Q&A: Lump sum or monthly payout?

Dear Liz: I need advice on choosing between a lump sum retirement benefit and a monthly payout till death (with a cost of living adjustment). The monthly payout option also includes health insurance benefits but the lump sum option does not.

Answer: It’s hard to imagine a better option than a guaranteed, inflation-adjusted stream of income for life — particularly if that option includes retiree health insurance benefits, which are increasingly rare.

If you take the lump sum, you’ll be responsible for investing the money with no guarantees that you’ll get as much as if you’d picked the payment option. A bad market or bad investments could dramatically reduce your nest egg, as could fraud or improvident spending.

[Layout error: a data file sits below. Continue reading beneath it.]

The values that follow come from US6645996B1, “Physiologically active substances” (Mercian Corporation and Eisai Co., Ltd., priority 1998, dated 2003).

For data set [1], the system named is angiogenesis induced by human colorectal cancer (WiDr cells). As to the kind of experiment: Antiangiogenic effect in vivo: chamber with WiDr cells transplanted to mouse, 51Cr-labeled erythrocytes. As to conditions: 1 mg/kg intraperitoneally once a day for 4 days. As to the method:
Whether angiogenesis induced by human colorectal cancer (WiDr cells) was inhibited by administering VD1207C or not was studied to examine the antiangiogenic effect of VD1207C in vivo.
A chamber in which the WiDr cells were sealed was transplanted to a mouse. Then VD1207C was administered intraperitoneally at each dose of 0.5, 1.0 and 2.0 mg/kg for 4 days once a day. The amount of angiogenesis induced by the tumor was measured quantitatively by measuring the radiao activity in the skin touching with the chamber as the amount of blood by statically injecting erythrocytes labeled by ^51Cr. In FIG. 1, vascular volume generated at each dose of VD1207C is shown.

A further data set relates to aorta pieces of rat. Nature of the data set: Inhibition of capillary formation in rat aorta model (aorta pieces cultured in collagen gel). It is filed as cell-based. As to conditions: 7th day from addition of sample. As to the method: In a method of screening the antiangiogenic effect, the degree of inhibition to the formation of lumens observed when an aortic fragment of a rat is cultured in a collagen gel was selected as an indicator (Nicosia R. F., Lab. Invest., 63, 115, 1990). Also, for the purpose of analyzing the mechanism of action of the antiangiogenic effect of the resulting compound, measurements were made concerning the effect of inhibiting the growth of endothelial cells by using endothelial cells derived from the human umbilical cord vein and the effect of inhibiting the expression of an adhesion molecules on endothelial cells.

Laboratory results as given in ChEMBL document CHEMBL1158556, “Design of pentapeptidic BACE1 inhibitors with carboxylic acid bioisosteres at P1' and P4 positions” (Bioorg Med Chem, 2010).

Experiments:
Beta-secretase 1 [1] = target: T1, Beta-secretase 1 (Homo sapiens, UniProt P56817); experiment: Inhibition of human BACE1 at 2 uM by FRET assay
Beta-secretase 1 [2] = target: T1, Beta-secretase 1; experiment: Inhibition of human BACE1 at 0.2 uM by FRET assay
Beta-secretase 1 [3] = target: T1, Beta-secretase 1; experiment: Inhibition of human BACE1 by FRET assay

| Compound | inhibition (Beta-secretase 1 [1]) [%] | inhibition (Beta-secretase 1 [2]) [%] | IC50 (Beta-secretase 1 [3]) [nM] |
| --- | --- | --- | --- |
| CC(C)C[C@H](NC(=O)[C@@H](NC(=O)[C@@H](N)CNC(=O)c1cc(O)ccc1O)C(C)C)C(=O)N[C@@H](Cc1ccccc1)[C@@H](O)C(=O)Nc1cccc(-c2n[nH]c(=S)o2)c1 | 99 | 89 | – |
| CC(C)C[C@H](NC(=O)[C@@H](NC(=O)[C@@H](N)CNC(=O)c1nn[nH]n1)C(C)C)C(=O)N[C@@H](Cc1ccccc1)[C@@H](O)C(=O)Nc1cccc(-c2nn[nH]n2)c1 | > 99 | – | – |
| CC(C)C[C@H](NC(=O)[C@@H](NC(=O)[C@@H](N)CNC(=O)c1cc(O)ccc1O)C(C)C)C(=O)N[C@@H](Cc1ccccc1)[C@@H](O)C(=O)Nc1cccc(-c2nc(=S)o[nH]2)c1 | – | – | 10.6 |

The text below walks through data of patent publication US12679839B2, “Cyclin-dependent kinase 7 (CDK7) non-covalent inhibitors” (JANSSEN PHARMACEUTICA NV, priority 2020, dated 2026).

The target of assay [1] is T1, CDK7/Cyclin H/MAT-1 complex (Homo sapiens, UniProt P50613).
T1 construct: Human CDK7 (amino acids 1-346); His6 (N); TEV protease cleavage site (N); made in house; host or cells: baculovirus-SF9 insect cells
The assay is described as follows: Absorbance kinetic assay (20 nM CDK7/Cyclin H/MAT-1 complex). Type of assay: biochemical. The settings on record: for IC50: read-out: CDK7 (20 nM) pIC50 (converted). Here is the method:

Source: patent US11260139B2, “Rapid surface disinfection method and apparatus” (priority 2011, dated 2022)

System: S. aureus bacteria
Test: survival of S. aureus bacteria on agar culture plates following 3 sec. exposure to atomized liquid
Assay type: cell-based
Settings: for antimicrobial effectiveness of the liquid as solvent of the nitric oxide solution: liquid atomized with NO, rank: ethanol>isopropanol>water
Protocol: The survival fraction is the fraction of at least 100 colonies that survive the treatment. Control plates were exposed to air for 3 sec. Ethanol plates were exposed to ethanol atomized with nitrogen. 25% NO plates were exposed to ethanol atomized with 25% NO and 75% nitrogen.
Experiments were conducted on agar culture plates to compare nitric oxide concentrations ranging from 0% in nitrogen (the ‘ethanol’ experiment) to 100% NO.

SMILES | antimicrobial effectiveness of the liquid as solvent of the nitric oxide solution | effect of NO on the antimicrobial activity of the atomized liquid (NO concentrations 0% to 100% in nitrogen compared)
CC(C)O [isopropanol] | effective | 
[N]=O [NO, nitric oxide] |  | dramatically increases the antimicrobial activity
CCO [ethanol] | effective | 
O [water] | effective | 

Even if you’re a good investor now, there’s no guarantee you’ll remain so. Our financial decision-making abilities tend to decline with age, although our confidence in those abilities often remains high — a truly scary combination.

The devil’s always in the details, though, so take the paperwork describing these options to a fee-only, fiduciary financial planner so you can get customized advice based on your situation.

You can get referrals to fiduciary financial planners from the National Assn. of Personal Financial Advisors, the Alliance of Comprehensive Planners, the Garrett Planning Network and the XY Planning Network. The Garrett network represents advisors willing to charge by the hour; XY Planning Network advisors offer the option of paying a retainer fee.

Be absolutely sure you’re dealing with a fiduciary financial planner — one who agrees, in writing, to put your best interests first.

Most advisors are held to a lower “suitability” standard that allows them to recommend investments and strategies that pay them more, rather than those that may be the best fit for you. An advisor held to this lower standard may urge you to take the lump sum not because it’s in your best interest but because they can earn commissions by selling you various investments.